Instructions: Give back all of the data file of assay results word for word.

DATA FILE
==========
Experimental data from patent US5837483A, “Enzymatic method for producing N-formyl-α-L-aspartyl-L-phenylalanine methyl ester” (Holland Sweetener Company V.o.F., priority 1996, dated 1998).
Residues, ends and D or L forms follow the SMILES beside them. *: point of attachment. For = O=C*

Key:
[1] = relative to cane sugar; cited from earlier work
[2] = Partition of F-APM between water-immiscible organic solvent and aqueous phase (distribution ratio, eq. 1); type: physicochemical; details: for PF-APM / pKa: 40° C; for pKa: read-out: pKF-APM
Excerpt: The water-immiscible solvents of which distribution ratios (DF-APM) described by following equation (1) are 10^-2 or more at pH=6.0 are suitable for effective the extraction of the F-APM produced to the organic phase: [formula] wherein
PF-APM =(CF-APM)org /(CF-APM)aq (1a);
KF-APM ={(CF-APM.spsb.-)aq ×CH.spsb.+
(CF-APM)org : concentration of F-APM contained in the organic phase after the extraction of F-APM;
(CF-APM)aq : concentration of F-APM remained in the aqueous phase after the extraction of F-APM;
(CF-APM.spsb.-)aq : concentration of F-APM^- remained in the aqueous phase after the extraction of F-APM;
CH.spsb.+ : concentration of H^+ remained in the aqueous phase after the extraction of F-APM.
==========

Experimental data from patent US5837483A, “Enzymatic method for producing N-formyl-α-L-aspartyl-L-phenylalanine methyl ester” (Holland Sweetener Company V.o.F., priority 1996, dated 1998).
Residues, ends and D or L forms follow the SMILES beside them. *: point of attachment. For = O=C*

Key:
[1] = relative to cane sugar; cited from earlier work
[2] = Partition of F-APM between water-immiscible organic solvent and aqueous phase (distribution ratio, eq. 1); type: physicochemical; details: for PF-APM / pKa: 40° C; for pKa: read-out: pKF-APM
Excerpt: The water-immiscible solvents of which distribution ratios (DF-APM) described by following equation (1) are 10^-2 or more at pH=6.0 are suitable for effective the extraction of the F-APM produced to the organic phase: [formula] wherein
PF-APM =(CF-APM)org /(CF-APM)aq (1a);
KF-APM ={(CF-APM.spsb.-)aq ×CH.spsb.+
(CF-APM)org : concentration of F-APM contained in the organic phase after the extraction of F-APM;
(CF-APM)aq : concentration of F-APM remained in the aqueous phase after the extraction of F-APM;
(CF-APM.spsb.-)aq : concentration of F-APM^- remained in the aqueous phase after the extraction of F-APM;
CH.spsb.+ : concentration of H^+ remained in the aqueous phase after the extraction of F-APM.